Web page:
4m20s: Tank on Tank. World of Tanks/Warplanes have hybrid damage systems, with some locational damage but fundamentally a “health bar” that has to be knocked down, tanks in War Thunder will have a similar system to the planes, completely locational damage. Couple of impressive explosions, especially at 5m00s.

9m27s: Artillery strike. It seems like some tanks will be able to call artillery strikes, perhaps a way of giving lighter tanks something to do against heavy tanks apart from ping shells off their armour. In this instance the driver, perhaps somewhat unwisely, drives straight through the barrage he just called in, but without fatal damage.

10m23s: Achtung – Panzer! A second round, this time selecting the German garage, and a brief glimpse of a combined tech tree (somewhat truncated for the demo, presumably).

11m57s: Stuka? I hardly know ‘er! Flying a Ju 87 looks familiar for current players. An enemy plane is clearly marked, as are friendly tanks, but enemy tanks aren’t highlighted so won’t be easy to spot, especially from high altitude.

13m16s: Bombs away! A tank kill from the air. One of the question marks over combined arms gameplay; getting hit with a 250kg bomb without warning won’t be much fun for a tank, but friendly air cover, and possibly player controlled anti-aircraft guns, should make it more of a challenge. Also, in Arcade mode at least, the ability to grab another vehicle from your garage will lessen the sting, especially if it’s a fighter and you can find your aerial nemesis.

14m31s: Wicked air, man. A StuG hits a rock at speed and flips; not sure if that’s early build issues, or a more lackadaisical approach to physics in Arcade mode.

15m40s: Careful with that barrage, Eugene. Another artillery strike, this time successfully taking out an enemy tank… and a friendly as well.

There’s no firm word of timescales yet (just the obligatory Soon™). With War Thunder being a launch title for the Playstation 4 perhaps that’ll be their target, either way my interest has certainly been piqued for ground forces.

Tuesday 1 October 2013

Spaceteam review: Dilate Eigengeode!

Spaceteam, as the app description goes, is a cooperative iOS/Android party game for 2 to 4 players who shout technobabble at each other until their ship explodes. Alerted by tweet it sounded rather fun, so when we found ourselves with four people, two Android tablets, an iPad and a phone, we gave it a go.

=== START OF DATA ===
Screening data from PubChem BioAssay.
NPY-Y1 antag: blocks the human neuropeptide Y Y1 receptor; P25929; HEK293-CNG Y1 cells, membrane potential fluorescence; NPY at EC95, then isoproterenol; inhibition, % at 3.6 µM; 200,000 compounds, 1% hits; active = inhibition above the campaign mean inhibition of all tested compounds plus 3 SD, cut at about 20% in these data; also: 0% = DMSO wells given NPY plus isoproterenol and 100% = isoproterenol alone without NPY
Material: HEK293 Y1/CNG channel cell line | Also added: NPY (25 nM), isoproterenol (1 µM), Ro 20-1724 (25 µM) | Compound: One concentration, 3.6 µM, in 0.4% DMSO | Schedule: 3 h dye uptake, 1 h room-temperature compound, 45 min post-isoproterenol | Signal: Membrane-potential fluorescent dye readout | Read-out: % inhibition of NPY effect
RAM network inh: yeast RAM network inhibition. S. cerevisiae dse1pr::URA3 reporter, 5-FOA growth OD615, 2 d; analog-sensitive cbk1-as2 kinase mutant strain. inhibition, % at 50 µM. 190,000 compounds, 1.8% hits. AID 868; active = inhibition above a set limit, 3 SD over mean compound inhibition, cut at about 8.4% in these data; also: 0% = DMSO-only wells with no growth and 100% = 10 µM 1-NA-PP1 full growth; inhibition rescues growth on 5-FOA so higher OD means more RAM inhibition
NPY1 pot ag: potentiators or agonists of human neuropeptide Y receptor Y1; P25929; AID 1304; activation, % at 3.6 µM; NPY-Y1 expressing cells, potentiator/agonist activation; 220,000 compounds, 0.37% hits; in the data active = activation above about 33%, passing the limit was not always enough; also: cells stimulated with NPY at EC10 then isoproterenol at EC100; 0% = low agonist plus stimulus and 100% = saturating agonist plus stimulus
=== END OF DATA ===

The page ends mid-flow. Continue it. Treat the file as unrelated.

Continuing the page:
It’s dead easy to pick up. Each player has an assortment of buttons, switches and dials with random techno-labels, and an instruction (such as the titular “Dilate Eigengeode!”) that corresponds to a control on somebody’s console, so you have to listen out for anything relating to your knobs (matron) while shouting at everyone else. It’s a bit like Simon Says, except you’re all Simon. On a spaceship. Shouting strange nonsense.


If you’re being serious about the whole thing you should probably take it in turns to calmly call out orders and get acknowledgement, but it’s a lot more fun if everyone just bellows at increasing levels of excitement and volume, which the game helps with various events like incoming asteroids, requiring all players to simultaneously shake their device, and control malfunctions obscuring labels or causing bits of your panel to fall off.

What really makes Spaceteam, both for those participating and as a spectator sport, is the control names. Some are plausible techno-babble, others have a hint of flushed grolling-esque innuendo, some are just funny. The overall effect is something approaching The Doctor playing Mornington Crescent with his companions while trying to pilot the TARDIS out of a particularly sticky situation.

The basic game is splendidly free from Google Play or the iTunes store, there are some in-game options you can purchase such as different visuals for the controls if you’d like to support the (Space)team; here’s the Steampunk version:


It’s incredibly easy to get running, we sometimes had a little bit of trouble getting four players simultaneously connected but retrying a couple of times seemed to do the trick, with Android and iOS devices working side-by-side in perfect harmony. The controls are a bit more fiddly on a phone than a tablet, but still entirely usable. Two space-thumbs up!